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Version of Sarah's Law to be introduced in Ireland

Although proposed legislation will not go as far as Megan’s Law in America, Gardaí will be allowed to disclose certain information about sex offenders living in the community.

The News of the World spearheaded a campaign to have Sarah's Law introduced in England following the murder of Sarah Payne by a known sex offender in 2000.
The News of the World spearheaded a campaign to have Sarah's Law introduced in England following the murder of Sarah Payne by a known sex offender in 2000.

MINISTER FOR JUSTICE Alan Shatter is to introduce legislation so parents of young children can be made aware of sex offenders living in their areas.

The Department of Justice confirmed the Minister’s intentions to allow Gardaí to release certain information about sex offenders who have completed their sentences.

In a statement, the Department said that authorities will be able to warn individuals of a particular danger and respond to specific requests.

The proposed legislation changes are subject to Government approval but the Irish Daily Mail reveals that the plans have already been given a cautious welcome by Fianna Fáil and the Rape Crisis Centre.

Megan’s Law

Megan’s Law was introduced in the US in 2004 after seven-year-old Megan Kanka was raped and murdered by a convicted sex offender in New Jersey. She had been living on the same street as her murderer Jesse Timmendequas.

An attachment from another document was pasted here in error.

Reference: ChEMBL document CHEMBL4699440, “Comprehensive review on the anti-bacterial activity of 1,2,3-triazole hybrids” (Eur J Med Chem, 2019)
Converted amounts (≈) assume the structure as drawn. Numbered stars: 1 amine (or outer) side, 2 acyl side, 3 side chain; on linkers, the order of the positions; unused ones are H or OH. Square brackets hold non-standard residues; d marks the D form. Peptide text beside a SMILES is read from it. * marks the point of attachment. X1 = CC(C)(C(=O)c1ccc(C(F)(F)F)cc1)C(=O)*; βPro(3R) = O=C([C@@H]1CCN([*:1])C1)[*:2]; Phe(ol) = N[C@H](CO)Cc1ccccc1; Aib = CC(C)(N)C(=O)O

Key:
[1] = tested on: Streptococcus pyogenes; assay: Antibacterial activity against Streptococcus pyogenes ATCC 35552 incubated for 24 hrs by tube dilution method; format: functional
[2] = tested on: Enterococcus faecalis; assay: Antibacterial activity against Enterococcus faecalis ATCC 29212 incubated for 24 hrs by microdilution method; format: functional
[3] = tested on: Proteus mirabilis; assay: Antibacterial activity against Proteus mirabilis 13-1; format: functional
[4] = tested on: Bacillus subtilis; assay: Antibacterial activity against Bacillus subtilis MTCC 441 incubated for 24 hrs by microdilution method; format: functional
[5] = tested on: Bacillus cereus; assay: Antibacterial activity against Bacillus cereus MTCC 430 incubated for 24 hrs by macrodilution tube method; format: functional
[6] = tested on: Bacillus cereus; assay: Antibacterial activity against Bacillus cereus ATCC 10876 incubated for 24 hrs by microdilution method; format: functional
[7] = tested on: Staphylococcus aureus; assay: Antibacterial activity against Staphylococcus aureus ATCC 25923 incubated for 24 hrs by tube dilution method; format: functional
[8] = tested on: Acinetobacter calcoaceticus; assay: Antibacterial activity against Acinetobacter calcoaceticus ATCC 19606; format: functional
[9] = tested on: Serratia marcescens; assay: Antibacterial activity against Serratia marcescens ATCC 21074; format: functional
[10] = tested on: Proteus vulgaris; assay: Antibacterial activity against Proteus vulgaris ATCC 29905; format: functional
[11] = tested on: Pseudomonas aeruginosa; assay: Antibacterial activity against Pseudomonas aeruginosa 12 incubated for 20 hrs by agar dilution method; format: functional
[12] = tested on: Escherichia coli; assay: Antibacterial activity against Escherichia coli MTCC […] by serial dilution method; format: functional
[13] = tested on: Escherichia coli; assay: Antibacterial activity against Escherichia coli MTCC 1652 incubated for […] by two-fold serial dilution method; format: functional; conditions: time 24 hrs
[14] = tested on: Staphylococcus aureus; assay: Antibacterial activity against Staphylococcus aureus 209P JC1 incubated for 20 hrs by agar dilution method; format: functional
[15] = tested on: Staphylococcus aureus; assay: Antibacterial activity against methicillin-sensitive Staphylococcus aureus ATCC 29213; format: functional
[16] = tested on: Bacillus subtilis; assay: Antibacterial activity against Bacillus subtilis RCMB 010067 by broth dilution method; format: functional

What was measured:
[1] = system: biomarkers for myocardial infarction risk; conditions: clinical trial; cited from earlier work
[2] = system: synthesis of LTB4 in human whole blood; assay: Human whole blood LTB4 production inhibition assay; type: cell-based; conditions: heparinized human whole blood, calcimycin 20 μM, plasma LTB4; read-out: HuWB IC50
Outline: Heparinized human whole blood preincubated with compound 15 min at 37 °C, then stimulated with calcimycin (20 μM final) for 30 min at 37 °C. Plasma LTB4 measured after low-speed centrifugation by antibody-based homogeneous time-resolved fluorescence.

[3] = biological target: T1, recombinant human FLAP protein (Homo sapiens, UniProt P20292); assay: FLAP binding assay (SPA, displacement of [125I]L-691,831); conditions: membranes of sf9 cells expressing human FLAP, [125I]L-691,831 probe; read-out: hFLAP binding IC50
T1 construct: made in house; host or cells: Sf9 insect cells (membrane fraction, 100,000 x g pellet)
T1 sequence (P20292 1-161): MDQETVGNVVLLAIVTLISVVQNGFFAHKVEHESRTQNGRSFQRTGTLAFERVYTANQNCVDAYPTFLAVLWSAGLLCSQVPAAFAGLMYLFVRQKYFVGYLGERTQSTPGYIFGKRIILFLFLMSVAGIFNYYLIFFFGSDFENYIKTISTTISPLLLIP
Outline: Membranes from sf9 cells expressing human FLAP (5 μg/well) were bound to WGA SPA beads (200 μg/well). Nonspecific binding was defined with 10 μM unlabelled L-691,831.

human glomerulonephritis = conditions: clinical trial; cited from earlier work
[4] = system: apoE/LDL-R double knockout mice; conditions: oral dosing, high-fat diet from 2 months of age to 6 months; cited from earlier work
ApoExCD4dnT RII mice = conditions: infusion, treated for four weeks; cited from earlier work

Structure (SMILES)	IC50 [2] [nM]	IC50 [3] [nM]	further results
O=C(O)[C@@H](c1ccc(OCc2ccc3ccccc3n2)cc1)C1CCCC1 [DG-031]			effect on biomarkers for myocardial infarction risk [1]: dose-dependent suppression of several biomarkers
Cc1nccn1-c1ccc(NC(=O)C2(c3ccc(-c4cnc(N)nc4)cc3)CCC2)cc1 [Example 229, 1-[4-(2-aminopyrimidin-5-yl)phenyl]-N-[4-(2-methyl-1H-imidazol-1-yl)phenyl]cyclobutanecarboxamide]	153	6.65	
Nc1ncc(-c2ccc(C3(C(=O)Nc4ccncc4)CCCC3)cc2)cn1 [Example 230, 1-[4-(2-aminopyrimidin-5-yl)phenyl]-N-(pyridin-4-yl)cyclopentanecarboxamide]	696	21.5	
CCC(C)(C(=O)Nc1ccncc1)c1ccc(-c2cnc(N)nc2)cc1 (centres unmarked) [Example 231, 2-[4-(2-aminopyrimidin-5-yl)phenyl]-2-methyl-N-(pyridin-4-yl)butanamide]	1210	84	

The legislation requires police to make information about registered sex offenders public. Details released usually include the convict’s photograph, address and the nature of the crime. The information is often passed around neighbourhoods through pamphlets or newspapers.

Similar legislation was called for in the UK following the murder of Sarah Payne in July 2000. Sarah’s Law was implemented on a trial basis in four different areas of Wales and England in 2008 and was brought in fully in the spring of this year.

The law allows for certain information about sex offenders to be made public but exact addresses or photographs are not given out.

The Department of Justice told TheJournal.ie that the idea of introducing a version of Megan’s Law was raised in a 2009 discussion document on the management of sex offenders.

However, Shatter’s proposed legislation will not go as far as Megan’s Law, which has been criticised for leading to vigilante violence against the convicted sex offenders.

In fact, it will be more in line with what has been introduced in the UK.

Following consultations and forms, the Department said publishing the addresses of sex offenders would be counter productive and could drive sex offenders underground. This would mean they are more difficult to monitor and more likely to re-offend.

“There was, however, support for the view that those with a legitimate interest should receive appropriate information and, if there was a danger to the public, the Gardaí should be able to make the identity of a sex offender known,” the Department added.

At the moment, Gardaí can provide information to the public in “exceptional circumstances” but the Minister intends to put such disclosures on a “statutory footing”.

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